View Full Version : Input needed on How to pass/Bicycle etiquette

04-26-2006, 05:19 PM
Fellow cyclists, so that I may prevent future incidents (like the one described below), I ask you:

1. What is the consensus for too close for comfort. The concept of "safe distance" between myself and the slower rider clearly had very different interpretations.
2. If you would, please offer input regarding the responsibility for riders who may be passed, (all of us at some point) generally I prefer the vehicle rule, "stay right unless passing."
3. Finally, what of a safe following distance? I like to be able to see what is in front of the rider who is in front of me (this is difficult if I am behind a really large rider).

Although speed may be a factor, particularly the difference in speed between two riders, I don't feel miscellaneous things need to be considered such as bells, horns, yelling, mirrors, visibility, weather, gender, rider experience (although young children on bicycles/tricycles should always be approached with great caution).

Perhaps the work has already been done, in which case please share your sources.


Today (Wednesday, April 26, 2006), while crossing the Hawthorne bridge shortly after 5PM, I came upon a slower rider while I was attempting to gather speed for the slog up the Eastside Industrial train overpass (this is just before the uncomfortable ramp where the bicycle route delivers bicyclists from sidewalk onto the road side bike lane). Before passing, I spoke loudly "passing left." I must have misread the slower bicyclist's slight movement to the right as the beginning of an acknowledgement of being passed. "Whoa," said the slower cyclist as I pulled past approximately 1 foot away from her. Foul already committed, I continued to pass.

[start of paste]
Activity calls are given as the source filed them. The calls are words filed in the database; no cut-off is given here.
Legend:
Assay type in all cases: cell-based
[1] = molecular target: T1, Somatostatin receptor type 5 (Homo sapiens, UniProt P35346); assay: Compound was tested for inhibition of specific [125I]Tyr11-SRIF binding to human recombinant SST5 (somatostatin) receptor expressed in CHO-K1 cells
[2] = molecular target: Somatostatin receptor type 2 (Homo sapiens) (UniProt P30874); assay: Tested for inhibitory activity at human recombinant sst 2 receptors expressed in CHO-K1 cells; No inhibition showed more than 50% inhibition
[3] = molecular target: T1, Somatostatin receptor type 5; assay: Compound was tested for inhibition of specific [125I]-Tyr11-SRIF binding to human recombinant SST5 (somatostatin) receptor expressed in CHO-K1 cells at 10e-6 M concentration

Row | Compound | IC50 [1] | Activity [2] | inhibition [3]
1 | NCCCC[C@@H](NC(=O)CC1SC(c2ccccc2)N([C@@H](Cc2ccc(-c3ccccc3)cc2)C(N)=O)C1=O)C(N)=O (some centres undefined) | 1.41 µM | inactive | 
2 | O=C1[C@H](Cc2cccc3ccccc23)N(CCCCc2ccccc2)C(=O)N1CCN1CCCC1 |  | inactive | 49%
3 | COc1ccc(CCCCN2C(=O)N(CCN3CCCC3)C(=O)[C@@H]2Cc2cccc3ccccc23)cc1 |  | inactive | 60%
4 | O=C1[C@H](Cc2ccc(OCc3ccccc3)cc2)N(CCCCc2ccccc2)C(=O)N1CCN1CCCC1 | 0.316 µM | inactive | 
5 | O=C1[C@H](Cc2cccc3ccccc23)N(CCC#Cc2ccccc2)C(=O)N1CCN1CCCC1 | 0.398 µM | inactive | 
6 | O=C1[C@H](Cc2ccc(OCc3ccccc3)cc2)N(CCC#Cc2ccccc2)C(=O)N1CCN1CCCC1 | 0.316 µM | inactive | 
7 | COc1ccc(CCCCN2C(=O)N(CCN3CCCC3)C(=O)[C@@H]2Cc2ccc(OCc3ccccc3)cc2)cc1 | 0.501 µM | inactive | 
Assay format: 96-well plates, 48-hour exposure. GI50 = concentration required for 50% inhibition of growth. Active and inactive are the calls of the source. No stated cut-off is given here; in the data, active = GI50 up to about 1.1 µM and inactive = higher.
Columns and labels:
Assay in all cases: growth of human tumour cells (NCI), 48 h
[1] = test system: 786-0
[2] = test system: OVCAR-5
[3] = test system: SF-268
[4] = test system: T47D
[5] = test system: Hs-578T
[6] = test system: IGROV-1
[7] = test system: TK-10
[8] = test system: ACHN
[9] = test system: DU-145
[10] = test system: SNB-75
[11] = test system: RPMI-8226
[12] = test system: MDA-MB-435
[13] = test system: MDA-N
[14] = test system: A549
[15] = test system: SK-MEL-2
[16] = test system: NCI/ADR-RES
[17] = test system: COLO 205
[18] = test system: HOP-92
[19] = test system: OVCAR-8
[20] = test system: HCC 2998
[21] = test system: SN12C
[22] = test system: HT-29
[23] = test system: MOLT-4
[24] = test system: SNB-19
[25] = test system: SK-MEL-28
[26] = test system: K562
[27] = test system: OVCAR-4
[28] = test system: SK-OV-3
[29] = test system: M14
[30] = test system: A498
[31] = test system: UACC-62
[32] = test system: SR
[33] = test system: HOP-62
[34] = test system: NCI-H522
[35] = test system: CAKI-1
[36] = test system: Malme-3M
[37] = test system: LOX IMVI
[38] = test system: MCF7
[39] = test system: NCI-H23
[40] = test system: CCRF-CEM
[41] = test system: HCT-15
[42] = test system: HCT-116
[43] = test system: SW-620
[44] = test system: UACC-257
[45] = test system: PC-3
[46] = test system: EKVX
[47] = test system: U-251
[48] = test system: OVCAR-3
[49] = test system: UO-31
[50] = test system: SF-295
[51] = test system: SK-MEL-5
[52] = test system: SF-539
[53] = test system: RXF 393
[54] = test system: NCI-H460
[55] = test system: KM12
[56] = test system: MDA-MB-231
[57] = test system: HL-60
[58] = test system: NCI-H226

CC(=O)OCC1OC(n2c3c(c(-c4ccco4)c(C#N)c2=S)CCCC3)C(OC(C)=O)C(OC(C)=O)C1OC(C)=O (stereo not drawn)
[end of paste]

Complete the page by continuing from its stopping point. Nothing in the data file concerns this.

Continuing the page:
Despite the fact that I did not wait through precious inertia gathering crank strokes for the slower rider to fully move right, the fact that she was startled (recall "whoa"), and my inability to read another's mind, I feel that the clearance between the two of us was close but acceptable.

As spring blooms into summer, and more fair weather cyclists are on wheels, these things are on my mind.

Good Cycling All,

04-27-2006, 08:41 AM
Everyone is going to have a different take on this. Here is my view.
One has to do with your ability, if you feel you can take a good line, and the other is the cyclist you are passing. Since I feel pretty confident about my riding abilities, I am comfortable riding closely to a complete stranger.
As you ride up on a person, you can usually tell how good they are. I make some of this by stereotype, are they riding a road bike, and in lycra? Yes = definately okay to get close and you won't bother them.

If they are going slow, and don't look like they ride often, I give them a lot of warning and a lot of room. The reason why the person probably said whoa was because you startled them by going by too fast and too close. On a bridge, this can cause that rider a lot of problems, because they are already nervous due to the height (and the steel grating on that bridge). This not only for the other rider, but also my own safety of them swerving in to me. The person probably swerved only because you took away their attention or startled them, not due to expectation of you to pass.